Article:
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  • The Apple/Intel Report: Oil and Water?

    December 31st, 2005

    I still remember the scene at the WWDC keynote where Steve Jobs and Intel CEO Paul Otellini embraced. It was all show business of course, a symbol to show the spirit of cooperation between the two companies. It doesn’t mean the two hang out Friday evenings at one of the local pubs in Cupertino or Mountain View to share a brew.

    In any case, there’s been plenty of speculation, reasoned and otherwise, as to just how this relationship might continue over the long haul. Of course, nobody can really tell, other than to observe the histories of the two companies. Now Apple is infamous for being difficult with the companies with which it does business. The fact that they come back for more abuse clearly indicates that they still appreciate the payments Apple provides for their products and services.

    But, according to long-time industry analyst Rob Enderle, Intel is not so sweet on its partners either. He writes that “Intel tends to make decisions critical to the success or failure of the OEMs without adequately taking into account the needs of these companies.” Now it’s clear that nobody dares dictate terms to Steve Jobs, and he is no doubt going to attempt to prod, incite and strong arm Intel into delivering its latest and greatest parts to Apple ahead of the rest of the pack. Sure I’m speculating, but I think I’m on solid ground here. Jobs wants Apple to be ahead of that large group of Intel OEMs that includes Dell, HP and countless other PC makers. It doesn’t matter that Apple is not nearly as big a customer.

    At the same time, what terms is Apple going to demand for standing first in line? Will it pay more for the chips? Hardly. It would expect to get the same deal as the rest of Intel’s customers, perhaps even better for the “privilege” of doing business with Apple. What about the advertising subsidies that Intel provides for participating in the famous Intel Inside program? Yes, when you see that little logo at the end of a broadcast spot, Intel is paying part of the bill. Is Apple going to succumb to the temptation of the extra ad dollars? Enderle doubts it, but I’m not so sure. I can see where Apple might get some perverse satisfaction in having that little element tacked on to ads for a new line of Macs.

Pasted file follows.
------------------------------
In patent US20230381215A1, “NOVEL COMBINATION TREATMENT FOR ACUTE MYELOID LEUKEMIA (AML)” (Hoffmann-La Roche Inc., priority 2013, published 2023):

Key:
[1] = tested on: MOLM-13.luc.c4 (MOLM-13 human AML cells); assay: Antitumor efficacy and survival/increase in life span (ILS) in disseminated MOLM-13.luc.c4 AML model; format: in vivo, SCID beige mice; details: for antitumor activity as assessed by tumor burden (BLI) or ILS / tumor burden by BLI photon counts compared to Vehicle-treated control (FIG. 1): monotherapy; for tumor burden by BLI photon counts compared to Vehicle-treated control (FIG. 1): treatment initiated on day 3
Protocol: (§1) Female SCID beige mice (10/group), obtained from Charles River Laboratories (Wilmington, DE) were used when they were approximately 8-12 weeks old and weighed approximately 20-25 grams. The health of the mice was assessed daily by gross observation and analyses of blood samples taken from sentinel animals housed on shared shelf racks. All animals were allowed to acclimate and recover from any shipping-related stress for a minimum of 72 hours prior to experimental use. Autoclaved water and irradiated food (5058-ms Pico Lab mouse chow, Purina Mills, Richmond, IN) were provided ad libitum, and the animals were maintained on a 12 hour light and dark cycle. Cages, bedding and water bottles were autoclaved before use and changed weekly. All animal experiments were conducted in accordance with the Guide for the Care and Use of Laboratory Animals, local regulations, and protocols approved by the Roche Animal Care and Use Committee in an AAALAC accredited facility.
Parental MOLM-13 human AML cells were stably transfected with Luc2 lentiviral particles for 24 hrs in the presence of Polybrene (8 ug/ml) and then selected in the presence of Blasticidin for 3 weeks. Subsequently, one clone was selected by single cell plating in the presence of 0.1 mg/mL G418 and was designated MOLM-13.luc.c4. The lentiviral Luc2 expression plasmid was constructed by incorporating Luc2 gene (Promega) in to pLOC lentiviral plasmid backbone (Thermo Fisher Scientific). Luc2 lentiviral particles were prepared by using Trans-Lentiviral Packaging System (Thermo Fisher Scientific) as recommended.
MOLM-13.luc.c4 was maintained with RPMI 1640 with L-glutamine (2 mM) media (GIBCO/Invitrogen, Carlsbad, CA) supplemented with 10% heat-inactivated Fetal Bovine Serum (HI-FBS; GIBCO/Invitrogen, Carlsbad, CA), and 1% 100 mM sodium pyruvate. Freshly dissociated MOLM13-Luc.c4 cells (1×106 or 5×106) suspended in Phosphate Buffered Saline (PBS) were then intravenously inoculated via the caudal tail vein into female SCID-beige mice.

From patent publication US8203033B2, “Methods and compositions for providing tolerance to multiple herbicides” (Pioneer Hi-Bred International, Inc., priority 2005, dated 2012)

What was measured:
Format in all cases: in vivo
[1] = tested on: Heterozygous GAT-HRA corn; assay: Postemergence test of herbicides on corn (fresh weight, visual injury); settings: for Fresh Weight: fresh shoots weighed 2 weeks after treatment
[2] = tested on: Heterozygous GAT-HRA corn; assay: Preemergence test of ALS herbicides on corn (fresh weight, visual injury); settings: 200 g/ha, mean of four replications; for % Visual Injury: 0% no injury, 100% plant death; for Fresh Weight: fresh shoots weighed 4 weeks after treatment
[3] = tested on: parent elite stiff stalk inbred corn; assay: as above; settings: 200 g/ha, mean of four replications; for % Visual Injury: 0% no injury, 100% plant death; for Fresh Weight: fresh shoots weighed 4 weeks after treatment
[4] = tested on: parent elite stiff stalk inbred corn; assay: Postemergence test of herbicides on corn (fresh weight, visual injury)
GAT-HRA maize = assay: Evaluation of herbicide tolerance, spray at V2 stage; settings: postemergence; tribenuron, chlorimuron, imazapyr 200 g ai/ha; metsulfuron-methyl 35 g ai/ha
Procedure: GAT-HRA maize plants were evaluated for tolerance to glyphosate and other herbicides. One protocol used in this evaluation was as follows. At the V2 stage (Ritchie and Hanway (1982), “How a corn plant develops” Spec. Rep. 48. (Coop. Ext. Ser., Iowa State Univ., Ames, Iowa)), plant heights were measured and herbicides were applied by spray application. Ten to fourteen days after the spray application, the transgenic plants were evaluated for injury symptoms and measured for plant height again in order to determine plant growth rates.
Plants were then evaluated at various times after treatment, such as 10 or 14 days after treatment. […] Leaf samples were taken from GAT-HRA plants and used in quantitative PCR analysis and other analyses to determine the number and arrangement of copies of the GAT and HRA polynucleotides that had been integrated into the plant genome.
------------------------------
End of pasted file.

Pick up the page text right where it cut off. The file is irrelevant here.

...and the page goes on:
In fact, I can see it now, at the Macworld Expo keynote. Assuming all the predictions come to pass, Jobs introduces Intel-based iBooks and Mac minis. I’m not quite as confident about a PowerBook, although it’s possible Apple will begin to take orders for late February or March delivery. No matter. The first commercials for these new products appear, and they climax with the Intel Inside stinger. The crowd roars with approval. Really! There may be a couple of boos and hisses here and there, but I think most of you will enjoy the turn of events.

    I suppose Enderle is right, though, that Apple and Intel are going to have a rocky relationship. However, I expect it’ll last regardless. Intel has been after Apple’s business for years, and Otellini and the rest of the key executives at Intel know full well what they’re getting into. The Apple/Intel partnership provides the latter with a level of prestige it doesn’t get from any other OEM. So long as Intel provides the parts Apple wants, even if the delivery follows a few screaming matches on both sides, it’s not as if Apple is going to go back to Freescale Semiconductor and Motorola as alternate suppliers. There’s no turning back here.

    But it’s not as if Apple doesn’t have alternatives. Jobs went to Intel because Freescale and IBM didn’t deliver the goods. On the other side of the processor industry, there’s also AMD. I doubt very much if Jobs has any exclusive deal with Intel, and there’s nothing to prevent it from writing a check to AMD if it offers a better deal and speedier processors. In fact, if you read the published benchmarks of PC’s using the best Intel and AMD parts, quite often the latter comes out ahead. That equation might change with Intel’s new product introductions in 2006 and 2007. I suppose the PC magazines will let us in on the test results when computers with the most powerful Intel chips begin to ship.

    If AMD emerges victorious, just how will Apple react? Will Jobs become upset that he cast his lot with the wrong supplier, or does he know something we don’t? Has he already seen the comparisons deep within Intel’s development labs to demonstrate that he chose the right supplier? Perhaps.

    Regardless, the developments in 2006 are going to be fascinating. Unfortunately, a lot of what happens may actually transpire behind the scenes, and we’ll be left, as usual, with rumors and speculation.



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